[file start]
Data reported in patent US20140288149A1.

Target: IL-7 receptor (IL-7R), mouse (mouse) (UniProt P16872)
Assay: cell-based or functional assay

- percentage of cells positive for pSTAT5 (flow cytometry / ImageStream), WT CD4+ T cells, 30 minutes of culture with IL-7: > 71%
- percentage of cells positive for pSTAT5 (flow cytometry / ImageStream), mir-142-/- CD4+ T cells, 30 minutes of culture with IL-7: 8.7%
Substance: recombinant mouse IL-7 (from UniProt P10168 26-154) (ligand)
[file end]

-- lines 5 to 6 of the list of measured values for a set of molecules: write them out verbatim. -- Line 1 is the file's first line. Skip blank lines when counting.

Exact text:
- percentage of cells positive for pSTAT5 (flow cytometry / ImageStream), mir-142-/- CD4+ T cells, 30 minutes of culture with IL-7: 8.7%
Substance: recombinant mouse IL-7 (from UniProt P10168 26-154) (ligand)